Parents to pay more for daycare if Toronto goes ahead with funding cuts, TDSB says
Board says it will have to raise the rent for child-care operators on its properties without city funds
The city might want to make room for more baby strollers at its next budget consultation meetings.
A proposal in the 2017 budget could see some parents paying more for child care that is already notoriously expensive.
"It's more than university," Amanda Munday said in an interview on Thursday.
Munday has two young children and she says when her four-month-old baby enrolls in fulltime daycare later this year, her childcare costs will be more than her wage.
"So much more that it wouldn't even be worth working. And that's really frustrating. I've been building my career for 10 years."
Munday says she has a "well-paying" job in the tech industry.
"I love my job. I don't want to quit my job."
Munday joined Toronto District School Board Trustee Jennifer Story at a media conference at Bruce Public School on Thursday.
Story is helping to round up parents and daycare operators to voice concerns over the proposed $4.1-million funding cut that could translate into higher child-care costs.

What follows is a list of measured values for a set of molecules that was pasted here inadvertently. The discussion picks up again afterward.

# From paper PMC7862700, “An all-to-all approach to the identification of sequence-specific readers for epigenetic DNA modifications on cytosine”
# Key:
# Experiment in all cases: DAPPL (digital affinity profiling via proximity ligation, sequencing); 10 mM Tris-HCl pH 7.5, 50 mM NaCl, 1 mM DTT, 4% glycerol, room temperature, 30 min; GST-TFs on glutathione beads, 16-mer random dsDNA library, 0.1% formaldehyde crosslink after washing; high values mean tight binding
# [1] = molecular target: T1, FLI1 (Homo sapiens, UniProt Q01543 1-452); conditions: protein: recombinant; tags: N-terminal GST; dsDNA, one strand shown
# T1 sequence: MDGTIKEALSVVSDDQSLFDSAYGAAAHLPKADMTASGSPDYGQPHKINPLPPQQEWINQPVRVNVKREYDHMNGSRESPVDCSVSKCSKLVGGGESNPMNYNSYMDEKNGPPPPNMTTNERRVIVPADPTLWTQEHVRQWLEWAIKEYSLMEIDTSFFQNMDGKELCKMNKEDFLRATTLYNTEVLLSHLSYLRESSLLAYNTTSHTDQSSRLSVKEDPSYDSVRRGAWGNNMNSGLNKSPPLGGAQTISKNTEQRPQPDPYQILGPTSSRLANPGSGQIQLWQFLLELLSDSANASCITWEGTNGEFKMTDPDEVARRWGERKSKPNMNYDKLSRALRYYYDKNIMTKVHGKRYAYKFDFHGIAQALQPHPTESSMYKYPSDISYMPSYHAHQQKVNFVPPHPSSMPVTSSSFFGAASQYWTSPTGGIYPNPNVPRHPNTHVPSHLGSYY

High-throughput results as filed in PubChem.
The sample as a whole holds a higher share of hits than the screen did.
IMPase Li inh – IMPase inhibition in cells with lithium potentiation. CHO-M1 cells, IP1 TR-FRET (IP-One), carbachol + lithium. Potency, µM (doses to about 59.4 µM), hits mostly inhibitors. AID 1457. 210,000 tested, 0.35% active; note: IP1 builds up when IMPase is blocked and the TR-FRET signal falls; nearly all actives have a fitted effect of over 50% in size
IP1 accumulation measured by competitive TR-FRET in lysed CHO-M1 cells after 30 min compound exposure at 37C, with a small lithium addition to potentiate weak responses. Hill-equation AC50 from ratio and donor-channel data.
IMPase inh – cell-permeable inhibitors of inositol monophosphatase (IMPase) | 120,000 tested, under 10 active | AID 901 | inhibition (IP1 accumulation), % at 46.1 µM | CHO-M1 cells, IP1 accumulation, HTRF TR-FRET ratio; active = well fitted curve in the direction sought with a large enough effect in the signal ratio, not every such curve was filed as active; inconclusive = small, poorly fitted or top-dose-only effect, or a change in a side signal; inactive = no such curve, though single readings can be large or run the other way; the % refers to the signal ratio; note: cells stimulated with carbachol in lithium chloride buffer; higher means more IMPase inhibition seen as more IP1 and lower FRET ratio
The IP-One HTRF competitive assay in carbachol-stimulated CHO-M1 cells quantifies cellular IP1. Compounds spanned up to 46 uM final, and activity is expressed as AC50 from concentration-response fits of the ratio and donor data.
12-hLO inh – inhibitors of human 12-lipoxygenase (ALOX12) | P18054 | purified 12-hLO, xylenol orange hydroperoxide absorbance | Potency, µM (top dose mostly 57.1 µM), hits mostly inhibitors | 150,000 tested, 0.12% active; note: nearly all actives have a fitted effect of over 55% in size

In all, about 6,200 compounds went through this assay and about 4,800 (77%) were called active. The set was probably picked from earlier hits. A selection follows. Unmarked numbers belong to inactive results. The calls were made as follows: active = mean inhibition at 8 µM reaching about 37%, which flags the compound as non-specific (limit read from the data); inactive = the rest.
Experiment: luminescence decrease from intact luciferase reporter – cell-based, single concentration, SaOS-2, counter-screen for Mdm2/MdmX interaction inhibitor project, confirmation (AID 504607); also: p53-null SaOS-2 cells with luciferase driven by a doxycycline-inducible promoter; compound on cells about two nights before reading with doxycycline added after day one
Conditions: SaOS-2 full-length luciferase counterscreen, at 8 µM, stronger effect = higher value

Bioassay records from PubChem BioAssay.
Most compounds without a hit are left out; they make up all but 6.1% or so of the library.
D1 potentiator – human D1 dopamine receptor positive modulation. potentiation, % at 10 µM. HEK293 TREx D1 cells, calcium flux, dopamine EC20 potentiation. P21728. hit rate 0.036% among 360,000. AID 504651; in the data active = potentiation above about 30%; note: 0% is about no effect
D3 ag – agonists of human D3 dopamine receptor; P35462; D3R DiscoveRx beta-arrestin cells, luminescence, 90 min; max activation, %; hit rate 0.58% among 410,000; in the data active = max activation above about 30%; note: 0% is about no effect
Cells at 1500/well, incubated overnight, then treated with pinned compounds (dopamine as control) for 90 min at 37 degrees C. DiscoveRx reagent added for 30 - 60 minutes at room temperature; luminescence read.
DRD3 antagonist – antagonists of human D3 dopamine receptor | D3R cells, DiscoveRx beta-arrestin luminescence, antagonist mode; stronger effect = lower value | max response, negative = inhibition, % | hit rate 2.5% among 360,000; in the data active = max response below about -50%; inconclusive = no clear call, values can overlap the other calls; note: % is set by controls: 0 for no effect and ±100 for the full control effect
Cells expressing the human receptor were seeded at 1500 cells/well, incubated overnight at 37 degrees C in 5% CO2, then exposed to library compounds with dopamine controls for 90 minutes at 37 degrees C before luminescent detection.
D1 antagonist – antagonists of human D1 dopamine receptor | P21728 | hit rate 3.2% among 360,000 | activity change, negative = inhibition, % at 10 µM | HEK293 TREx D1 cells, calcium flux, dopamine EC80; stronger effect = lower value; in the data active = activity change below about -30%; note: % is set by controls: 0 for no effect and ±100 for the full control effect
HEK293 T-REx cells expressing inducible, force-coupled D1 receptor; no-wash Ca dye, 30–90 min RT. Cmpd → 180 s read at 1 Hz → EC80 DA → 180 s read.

City staff have proposed eliminating coverage for the annual occupancy costs of the TDSB, Toronto Catholic District School Board, Toronto French District School Board and Toronto District French Catholic School Board. Those costs include paying for heat, lights and maintenance of daycare spaces on school property.
"We can fight this," Story said in an interview. "We are hoping to convince the city that this isn't a wise move to increase the already extremely high cost of child care in Toronto."
Parents would take a hit
Story said the city is proposing to phase out that funding in the second half of this year. If that happens, the trustee said the TDSB will have to raise the rent for child-care operators in its buildings. Those costs will likely be passed onto to parents.
"School boards are not funded in a way to carry those costs," said Story. "So if the city doesn't cover it, and the province doesn't cover it, then parents are going to have to cover it. That's the least desirable scenario for everybody."
Coun. Joe Mihevc acknowledges such a cut would be a big hit to parents. He's on the community development and recreation committee, which oversees city daycares — and he said he doesn't believe his colleagues will support the cost-cutting proposal.
"Child care is very, very important to Toronto parents, and certainly the buzz on the second floor at city council is that it's not one of the cuts that will go through."
City spokeswoman Aggie Fortier said that the cuts would result in a net savings of $3.39 million over two years. The city has to find about $91 million in savings to balance the budget, something Toronto is legally obliged to do.
If the boards passed on their occupancy costs to daycare customers, the increased fees for child-care spaces could see an increase of up to $1.35 per day, Fortier said in an email to CBC Toronto.
City Council will debate the budget in February.
With files from Trevor Dunn